I was 8 years old when PROPHECY hit the theaters. I remember seeing a picture of the monster in one of my parent’s magazines and begging the adults in my life to take me to see it. Of course none of them would siting, “You’ll get nightmares!” Monster kids will note that this was the “You’ll shoot your eye out kid,” line handed to us with consistent regularity. It would be a full decade when, in my teenaged years, I’d finally be able to see the film on VHS. In my opinion, it was well worth the wait.
The film centers around Maggie (Talia Shire) and Rob (Robert Foxworth), a couple living in the city. Rob is a super liberal whose work in the inner city has shown him the darker aspects of humanity, thereby not wanting him to add to the world’s population issues by bringing another into this world. This is a bit of a dilemma to his wife, Maggie, who discovers that she’s pregnant and doesn’t quite know how to break the news to her sanctimonious hubby.
Rob’s expertise leads him to being sent from the urban jungle of New York City to the lush state of Maine where he’s asked to help settle a depute between a logging corporation and a group of Native Americans. Unbeknownst to anyone, the logging plant is causing a lot more issues than just cutting down too many trees. Their use of the chemical mercury to treat the fallen trees, while plopping them into the waterways has created all kinds of unwanted mutations in the local wildlife. This includes super-sized fish & tadpoles, a raging raccoon, and the star monster of this attraction – a towering behemoth that looks like a bear crossed with THE TOXIC AVENGER.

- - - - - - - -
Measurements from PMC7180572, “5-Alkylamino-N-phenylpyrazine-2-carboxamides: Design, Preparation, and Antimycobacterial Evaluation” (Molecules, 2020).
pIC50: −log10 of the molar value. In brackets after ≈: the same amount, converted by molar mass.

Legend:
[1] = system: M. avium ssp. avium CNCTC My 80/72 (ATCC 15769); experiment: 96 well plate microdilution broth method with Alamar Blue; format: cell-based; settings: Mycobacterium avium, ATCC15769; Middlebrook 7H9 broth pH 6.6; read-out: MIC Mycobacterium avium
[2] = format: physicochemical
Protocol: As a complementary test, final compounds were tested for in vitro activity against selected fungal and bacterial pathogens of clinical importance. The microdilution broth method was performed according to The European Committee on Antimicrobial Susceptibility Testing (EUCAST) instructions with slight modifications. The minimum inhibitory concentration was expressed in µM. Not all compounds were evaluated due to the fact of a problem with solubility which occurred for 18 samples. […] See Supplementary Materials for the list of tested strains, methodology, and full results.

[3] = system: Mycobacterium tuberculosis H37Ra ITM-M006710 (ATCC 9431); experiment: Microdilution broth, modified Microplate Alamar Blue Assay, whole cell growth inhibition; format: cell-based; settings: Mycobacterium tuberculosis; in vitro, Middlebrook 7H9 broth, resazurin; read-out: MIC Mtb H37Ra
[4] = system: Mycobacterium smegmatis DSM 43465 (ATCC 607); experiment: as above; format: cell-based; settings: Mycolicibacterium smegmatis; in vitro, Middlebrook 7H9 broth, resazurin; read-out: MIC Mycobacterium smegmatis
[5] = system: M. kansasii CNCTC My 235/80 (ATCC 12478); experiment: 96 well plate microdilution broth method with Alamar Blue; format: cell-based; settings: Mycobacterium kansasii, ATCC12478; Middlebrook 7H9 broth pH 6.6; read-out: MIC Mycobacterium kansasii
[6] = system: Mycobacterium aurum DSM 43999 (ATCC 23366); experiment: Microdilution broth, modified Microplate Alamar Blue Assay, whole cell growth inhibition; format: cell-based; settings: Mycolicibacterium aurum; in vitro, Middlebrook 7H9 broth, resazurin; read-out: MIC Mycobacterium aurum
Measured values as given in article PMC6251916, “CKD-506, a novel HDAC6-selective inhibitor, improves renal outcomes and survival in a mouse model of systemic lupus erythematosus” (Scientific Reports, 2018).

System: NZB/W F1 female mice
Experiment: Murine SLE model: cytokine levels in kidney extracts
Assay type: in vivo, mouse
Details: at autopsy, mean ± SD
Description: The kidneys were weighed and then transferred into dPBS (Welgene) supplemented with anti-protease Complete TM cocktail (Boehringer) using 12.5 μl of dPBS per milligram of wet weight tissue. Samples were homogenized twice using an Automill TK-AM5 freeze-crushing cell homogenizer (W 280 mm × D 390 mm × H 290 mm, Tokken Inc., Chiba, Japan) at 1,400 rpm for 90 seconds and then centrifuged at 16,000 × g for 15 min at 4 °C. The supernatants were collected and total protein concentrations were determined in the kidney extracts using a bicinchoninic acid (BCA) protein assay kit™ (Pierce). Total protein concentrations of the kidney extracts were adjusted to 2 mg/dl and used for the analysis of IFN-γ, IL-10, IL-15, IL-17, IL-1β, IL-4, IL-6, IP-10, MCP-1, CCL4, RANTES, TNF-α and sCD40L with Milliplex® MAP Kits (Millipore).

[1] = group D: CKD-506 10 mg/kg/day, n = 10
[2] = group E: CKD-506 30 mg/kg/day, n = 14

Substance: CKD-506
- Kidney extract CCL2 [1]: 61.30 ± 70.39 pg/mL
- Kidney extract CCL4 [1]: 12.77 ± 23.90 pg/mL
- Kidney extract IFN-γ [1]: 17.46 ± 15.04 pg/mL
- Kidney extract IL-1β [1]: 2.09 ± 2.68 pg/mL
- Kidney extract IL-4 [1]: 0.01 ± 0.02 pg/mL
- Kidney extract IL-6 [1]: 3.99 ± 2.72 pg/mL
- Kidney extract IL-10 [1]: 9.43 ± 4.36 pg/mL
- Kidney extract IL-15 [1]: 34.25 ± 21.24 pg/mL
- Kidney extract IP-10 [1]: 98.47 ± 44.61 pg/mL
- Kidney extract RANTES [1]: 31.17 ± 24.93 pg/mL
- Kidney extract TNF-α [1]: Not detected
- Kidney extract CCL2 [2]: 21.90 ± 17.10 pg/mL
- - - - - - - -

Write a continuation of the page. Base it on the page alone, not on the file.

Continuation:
While the 1950’s saw a big screen world dominated by giant insects due to the Atomic-age, the 70’s was more Eco-conscious regarding their man vs nature films. Animals such as ants, bees, and spiders retained their original size while still proving formidable against man for causing pollution, habitat loss, and overall meddling. I always had a special place in my heart for this one, however, for taking that premise and giving it more of a monster embellishment. When avoiding full body shots, the beast looks pretty damn scary and even his less-than-lovable offspring will make you shudder.
The film does have some unintentional humor to it, my favorite being the scene where the beast knocks a young camper in his banana sleeping bag against a rock with enough force it explodes like a mortar, amid a sea of fuzzy down feathers! Color me morbid, but I’ve yet to watch this movie without rewinding that particular scene at least twice before continuing on.
For younger horror fans who are accustomed to CGI creatures that look like rejects from a video game, I strongly urge you to grab some friends and watch this one. Its a lot of fun and, no, I still won’t forgive my parents for preventing me from seeing it on the big screen!